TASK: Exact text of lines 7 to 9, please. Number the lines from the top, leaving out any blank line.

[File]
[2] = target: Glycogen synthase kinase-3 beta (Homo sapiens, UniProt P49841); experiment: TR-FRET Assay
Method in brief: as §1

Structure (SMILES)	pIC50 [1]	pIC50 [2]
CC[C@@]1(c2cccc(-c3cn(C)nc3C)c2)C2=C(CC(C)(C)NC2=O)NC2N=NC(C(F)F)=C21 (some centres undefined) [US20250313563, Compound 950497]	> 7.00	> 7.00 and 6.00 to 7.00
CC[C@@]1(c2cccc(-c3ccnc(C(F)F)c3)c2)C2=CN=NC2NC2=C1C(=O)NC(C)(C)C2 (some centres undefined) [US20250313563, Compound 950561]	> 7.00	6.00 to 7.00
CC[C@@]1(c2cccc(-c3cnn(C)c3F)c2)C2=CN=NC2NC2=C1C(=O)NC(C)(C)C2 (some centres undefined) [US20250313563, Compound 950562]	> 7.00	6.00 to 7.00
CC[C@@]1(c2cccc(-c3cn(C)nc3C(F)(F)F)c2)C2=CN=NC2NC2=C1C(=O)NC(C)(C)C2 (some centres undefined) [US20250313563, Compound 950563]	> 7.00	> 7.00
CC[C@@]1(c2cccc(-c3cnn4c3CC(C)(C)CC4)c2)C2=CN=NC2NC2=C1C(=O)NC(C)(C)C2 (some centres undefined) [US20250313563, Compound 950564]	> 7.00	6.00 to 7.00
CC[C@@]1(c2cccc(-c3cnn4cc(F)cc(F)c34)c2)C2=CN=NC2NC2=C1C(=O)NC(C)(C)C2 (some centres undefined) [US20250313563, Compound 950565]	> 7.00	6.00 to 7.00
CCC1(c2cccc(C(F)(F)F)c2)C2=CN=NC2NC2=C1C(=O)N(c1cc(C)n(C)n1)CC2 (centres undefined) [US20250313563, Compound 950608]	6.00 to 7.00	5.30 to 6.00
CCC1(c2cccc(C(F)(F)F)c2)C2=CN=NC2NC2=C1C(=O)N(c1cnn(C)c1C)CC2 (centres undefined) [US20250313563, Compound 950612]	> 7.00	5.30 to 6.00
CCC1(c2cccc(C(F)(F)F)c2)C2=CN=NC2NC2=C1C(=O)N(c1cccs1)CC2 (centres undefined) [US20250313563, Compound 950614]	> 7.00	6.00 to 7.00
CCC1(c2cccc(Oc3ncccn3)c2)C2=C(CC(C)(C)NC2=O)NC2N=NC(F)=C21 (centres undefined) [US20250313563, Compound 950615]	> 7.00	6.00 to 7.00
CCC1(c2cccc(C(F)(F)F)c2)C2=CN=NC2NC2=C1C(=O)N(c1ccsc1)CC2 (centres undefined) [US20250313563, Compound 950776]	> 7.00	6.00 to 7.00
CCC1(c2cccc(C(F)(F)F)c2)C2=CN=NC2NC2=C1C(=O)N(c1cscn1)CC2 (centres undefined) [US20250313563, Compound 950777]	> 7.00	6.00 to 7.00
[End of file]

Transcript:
CC[C@@]1(c2cccc(-c3cn(C)nc3C(F)(F)F)c2)C2=CN=NC2NC2=C1C(=O)NC(C)(C)C2 (some centres undefined) [US20250313563, Compound 950563]	> 7.00	> 7.00
CC[C@@]1(c2cccc(-c3cnn4c3CC(C)(C)CC4)c2)C2=CN=NC2NC2=C1C(=O)NC(C)(C)C2 (some centres undefined) [US20250313563, Compound 950564]	> 7.00	6.00 to 7.00
CC[C@@]1(c2cccc(-c3cnn4cc(F)cc(F)c34)c2)C2=CN=NC2NC2=C1C(=O)NC(C)(C)C2 (some centres undefined) [US20250313563, Compound 950565]	> 7.00	6.00 to 7.00